Visual Arts Curriculum Outlines

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PHILLIPS-OSBORNE

CURRICULUM OUTLINES

 

TEACHER: 

SUBJECT:  VISUAL ARTS

 

Program Philosophy

A visual arts philosophy should reflect at least three major beliefs about the importance of art education for all young people.  These beliefs place a value on:  1) fostering personal development through art; 2) transmitting the artistic heritage; and 3) heightening awareness of art in society.  The district philosophy statement for art education should also reflect two basic modes through which young people may participate in art experiences - expression through art and response to art.

 

Program Goals:

From the three philosophic beliefs about art education stated above, it is possible to derive six general program goals, two goals from each belief.  They are outlines as follows:

 

1.  Personal Development

A.  To learn to express one’s self through creating themselves through creating works of art.

B.  To learn to respond to works of art.

2.  Artistic Heritage

A.  To understand  how artists express themselves through creating works of art.

B.  To understand how art critics and historians respond to works of art.

3.  Art in Society

A.  To become aware of how societies express values and beliefs through visual forms.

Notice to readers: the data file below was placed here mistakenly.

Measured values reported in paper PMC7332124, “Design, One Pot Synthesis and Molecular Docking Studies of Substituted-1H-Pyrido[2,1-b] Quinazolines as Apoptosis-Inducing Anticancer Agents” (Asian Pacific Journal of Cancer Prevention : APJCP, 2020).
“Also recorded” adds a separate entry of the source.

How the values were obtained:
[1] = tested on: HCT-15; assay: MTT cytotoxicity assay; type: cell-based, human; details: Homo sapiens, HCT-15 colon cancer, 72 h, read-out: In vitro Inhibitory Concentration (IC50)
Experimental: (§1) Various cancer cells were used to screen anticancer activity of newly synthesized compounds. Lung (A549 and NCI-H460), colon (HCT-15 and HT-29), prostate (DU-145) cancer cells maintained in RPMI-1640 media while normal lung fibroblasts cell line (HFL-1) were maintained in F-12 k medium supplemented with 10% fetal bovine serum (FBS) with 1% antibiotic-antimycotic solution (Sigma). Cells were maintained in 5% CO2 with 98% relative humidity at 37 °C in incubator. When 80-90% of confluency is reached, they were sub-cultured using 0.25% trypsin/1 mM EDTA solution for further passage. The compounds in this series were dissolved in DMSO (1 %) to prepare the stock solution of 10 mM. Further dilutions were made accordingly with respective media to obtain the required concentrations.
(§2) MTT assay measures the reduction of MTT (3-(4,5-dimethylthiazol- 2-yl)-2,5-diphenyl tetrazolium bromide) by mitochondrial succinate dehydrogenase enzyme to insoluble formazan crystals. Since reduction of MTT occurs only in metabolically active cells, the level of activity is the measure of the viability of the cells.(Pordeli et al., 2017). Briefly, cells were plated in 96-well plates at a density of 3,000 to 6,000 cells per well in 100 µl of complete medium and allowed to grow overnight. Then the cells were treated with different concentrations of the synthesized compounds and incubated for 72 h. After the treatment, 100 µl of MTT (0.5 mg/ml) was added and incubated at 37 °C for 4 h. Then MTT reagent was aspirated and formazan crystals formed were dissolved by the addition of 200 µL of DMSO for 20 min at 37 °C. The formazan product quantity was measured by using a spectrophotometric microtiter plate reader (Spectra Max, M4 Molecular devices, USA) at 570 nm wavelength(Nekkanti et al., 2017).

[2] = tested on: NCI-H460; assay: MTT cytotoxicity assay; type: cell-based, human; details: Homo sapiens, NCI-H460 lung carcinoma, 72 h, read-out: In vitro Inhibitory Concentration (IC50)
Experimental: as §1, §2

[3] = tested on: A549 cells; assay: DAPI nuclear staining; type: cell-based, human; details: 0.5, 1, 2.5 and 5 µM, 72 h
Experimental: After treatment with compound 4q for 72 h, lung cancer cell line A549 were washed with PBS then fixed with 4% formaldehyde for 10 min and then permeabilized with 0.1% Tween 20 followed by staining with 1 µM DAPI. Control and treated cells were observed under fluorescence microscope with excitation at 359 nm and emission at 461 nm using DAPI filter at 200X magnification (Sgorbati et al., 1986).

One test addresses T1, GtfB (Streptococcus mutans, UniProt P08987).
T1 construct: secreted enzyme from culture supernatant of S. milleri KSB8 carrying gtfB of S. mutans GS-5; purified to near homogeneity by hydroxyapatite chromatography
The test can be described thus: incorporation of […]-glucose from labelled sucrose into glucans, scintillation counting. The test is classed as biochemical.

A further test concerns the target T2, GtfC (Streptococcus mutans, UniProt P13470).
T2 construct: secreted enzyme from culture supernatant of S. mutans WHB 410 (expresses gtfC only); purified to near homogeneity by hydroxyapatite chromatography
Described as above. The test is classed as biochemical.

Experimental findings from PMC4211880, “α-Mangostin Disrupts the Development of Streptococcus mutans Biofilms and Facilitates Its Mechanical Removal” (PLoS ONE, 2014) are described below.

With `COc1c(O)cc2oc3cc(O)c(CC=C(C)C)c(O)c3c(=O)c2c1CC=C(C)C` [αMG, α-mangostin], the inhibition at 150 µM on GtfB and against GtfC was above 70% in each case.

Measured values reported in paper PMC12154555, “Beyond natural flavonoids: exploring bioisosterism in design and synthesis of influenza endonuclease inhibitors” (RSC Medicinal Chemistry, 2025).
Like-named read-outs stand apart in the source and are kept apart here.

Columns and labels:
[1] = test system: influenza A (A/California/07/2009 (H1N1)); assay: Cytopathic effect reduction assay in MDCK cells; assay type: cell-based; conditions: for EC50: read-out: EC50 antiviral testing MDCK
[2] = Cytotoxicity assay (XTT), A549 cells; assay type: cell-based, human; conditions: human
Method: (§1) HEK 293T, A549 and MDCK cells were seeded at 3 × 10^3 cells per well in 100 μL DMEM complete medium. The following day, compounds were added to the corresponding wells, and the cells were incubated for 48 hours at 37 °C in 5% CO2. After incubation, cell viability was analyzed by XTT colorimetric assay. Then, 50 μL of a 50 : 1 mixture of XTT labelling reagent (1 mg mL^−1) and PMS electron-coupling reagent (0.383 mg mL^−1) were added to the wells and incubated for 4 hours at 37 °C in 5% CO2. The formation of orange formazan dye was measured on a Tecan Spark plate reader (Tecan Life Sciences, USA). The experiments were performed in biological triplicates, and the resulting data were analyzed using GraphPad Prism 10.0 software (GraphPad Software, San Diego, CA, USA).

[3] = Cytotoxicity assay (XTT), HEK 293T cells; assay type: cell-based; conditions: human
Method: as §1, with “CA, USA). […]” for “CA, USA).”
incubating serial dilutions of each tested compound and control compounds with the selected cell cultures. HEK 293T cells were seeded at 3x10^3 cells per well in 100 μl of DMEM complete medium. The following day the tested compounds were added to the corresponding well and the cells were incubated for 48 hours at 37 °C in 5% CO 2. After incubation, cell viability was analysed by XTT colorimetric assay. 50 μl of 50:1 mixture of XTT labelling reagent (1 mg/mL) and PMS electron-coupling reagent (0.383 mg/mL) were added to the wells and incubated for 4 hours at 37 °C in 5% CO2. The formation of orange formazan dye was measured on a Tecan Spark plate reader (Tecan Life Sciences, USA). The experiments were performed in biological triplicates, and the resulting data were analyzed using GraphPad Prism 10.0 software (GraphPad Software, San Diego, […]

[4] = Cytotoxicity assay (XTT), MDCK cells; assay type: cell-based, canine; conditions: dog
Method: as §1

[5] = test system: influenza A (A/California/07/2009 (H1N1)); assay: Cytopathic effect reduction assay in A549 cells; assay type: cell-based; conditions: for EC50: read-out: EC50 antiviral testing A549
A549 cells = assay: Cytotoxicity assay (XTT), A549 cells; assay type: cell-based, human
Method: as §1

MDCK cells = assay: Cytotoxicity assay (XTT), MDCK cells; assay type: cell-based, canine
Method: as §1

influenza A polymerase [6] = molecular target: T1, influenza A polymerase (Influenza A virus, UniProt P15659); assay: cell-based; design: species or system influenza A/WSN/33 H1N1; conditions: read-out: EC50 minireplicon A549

B.  To become aware of ways social groups respond to visual forms.

 

(Taken from ”Guidelines for Planning Art Instruction in the Elementary Schools of Oho” 1970)

 

Evaluating Art Instruction

 

In using objectives as the basis for evaluation, the teacher needs to ask three questions:

1.  What products will serve as evidence to convince me that the objects has been attained?

2.  What will serve as my criteria?

3.  What degree of attainment should I expect of these particular children?

 

For teachers of art, there are three kinds of products which can be observed and evaluated as evidence of learning.  They are: a) the art work produced by the children, b) their talk about their own work and that of others, and c) their actions in the process of making works of art.

In addition, appropriate criteria for each objective needs to be described.  These should be stated as children’s behaviors observed in their artwork, their talk, and their actions.

 

Teachers should specify the degree of attainment they expect children to achieve.  Each teacher needs to make these 

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